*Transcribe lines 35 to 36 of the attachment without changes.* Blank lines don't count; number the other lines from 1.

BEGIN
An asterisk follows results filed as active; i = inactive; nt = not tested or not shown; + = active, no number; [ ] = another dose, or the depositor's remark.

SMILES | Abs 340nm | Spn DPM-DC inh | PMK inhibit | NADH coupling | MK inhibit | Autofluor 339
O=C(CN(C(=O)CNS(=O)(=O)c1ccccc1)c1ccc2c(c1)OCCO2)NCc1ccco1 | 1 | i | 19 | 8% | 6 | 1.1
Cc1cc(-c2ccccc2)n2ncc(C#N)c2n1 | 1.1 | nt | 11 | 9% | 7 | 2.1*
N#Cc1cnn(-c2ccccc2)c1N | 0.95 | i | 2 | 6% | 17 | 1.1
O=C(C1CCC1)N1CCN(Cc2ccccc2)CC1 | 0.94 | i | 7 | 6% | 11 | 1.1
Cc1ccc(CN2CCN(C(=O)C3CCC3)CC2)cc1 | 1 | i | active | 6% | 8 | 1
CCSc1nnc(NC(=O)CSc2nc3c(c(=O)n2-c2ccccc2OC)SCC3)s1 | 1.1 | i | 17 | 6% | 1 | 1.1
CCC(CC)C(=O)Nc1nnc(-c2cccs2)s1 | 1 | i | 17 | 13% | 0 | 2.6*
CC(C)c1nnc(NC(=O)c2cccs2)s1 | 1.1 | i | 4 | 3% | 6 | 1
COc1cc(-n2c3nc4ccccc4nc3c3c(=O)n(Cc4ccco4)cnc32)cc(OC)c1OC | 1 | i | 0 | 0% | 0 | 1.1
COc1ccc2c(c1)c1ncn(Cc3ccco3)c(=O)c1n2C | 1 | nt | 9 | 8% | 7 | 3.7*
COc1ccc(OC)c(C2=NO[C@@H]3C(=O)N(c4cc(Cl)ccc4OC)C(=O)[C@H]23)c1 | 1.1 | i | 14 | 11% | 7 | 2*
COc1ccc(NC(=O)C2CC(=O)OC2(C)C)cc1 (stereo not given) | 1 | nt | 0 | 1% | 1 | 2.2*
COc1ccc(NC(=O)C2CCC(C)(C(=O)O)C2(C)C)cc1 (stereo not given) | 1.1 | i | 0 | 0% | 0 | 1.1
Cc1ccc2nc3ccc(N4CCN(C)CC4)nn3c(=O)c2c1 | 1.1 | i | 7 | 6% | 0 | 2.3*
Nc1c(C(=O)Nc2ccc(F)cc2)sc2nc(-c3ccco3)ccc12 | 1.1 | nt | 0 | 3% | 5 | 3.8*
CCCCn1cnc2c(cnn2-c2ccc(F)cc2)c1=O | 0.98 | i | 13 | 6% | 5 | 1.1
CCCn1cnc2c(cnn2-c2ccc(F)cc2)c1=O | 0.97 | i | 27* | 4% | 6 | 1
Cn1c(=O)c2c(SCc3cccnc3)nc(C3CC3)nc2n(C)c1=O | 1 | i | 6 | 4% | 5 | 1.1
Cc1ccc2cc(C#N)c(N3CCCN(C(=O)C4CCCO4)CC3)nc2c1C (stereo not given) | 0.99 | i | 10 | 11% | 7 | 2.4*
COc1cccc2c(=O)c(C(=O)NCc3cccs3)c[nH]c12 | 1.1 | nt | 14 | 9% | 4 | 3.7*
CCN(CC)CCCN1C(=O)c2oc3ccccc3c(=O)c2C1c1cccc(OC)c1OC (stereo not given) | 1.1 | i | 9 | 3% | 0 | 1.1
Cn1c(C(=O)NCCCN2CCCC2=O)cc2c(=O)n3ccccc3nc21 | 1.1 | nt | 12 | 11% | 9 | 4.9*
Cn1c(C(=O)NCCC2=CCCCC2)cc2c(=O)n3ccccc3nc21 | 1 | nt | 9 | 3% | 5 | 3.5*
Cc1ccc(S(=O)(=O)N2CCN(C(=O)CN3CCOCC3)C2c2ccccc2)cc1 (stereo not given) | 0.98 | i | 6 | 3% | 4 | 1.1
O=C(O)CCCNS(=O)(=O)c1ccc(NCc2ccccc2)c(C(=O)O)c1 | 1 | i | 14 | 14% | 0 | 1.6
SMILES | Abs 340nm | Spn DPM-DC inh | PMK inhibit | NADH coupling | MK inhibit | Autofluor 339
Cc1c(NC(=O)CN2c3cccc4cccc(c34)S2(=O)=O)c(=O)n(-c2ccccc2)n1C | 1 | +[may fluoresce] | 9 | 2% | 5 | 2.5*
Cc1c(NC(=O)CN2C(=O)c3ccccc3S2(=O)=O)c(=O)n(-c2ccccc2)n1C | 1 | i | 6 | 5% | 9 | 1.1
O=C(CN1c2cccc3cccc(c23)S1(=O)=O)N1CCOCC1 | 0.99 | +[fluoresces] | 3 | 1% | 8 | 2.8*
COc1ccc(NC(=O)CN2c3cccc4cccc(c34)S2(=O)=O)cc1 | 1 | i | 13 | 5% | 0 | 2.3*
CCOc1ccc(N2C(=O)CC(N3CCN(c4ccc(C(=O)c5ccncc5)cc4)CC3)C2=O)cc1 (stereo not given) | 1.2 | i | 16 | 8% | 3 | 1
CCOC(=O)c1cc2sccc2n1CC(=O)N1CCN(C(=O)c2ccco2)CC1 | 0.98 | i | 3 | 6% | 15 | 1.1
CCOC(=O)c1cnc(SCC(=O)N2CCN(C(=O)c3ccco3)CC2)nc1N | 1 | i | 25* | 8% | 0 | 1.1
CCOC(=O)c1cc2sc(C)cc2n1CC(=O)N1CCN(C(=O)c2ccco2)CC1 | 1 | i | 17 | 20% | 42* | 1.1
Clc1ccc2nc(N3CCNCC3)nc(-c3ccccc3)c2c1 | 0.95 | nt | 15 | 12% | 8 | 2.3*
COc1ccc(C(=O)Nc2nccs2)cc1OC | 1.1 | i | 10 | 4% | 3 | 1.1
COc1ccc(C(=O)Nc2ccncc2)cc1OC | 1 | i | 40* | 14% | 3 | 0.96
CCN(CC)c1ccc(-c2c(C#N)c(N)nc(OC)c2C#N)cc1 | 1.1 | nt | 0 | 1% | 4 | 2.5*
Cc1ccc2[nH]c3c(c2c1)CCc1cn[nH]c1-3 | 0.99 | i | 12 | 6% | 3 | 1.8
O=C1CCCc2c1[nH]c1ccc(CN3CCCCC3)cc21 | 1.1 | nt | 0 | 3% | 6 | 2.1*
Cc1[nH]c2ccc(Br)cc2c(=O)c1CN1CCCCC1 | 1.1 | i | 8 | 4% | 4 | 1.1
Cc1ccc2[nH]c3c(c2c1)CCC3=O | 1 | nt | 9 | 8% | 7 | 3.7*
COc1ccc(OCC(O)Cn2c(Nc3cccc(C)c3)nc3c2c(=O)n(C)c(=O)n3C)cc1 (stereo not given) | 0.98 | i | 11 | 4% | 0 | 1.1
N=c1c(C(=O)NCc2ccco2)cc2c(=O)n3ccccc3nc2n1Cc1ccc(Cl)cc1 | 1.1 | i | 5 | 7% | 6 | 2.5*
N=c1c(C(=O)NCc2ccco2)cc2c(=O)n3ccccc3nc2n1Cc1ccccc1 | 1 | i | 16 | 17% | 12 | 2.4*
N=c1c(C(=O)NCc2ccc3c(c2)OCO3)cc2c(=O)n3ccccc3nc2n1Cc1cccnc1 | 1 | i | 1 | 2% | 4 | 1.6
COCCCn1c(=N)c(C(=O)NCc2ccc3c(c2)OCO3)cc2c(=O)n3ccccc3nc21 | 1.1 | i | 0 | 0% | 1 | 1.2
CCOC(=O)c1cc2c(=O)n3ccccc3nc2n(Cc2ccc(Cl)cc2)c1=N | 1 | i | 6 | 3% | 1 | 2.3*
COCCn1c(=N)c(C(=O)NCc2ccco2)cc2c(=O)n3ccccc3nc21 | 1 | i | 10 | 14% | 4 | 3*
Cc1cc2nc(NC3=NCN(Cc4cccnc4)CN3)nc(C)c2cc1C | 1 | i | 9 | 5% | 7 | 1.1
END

CCOC(=O)c1cnc(SCC(=O)N2CCN(C(=O)c3ccco3)CC2)nc1N | 1 | i | 25* | 8% | 0 | 1.1
CCOC(=O)c1cc2sc(C)cc2n1CC(=O)N1CCN(C(=O)c2ccco2)CC1 | 1 | i | 17 | 20% | 42* | 1.1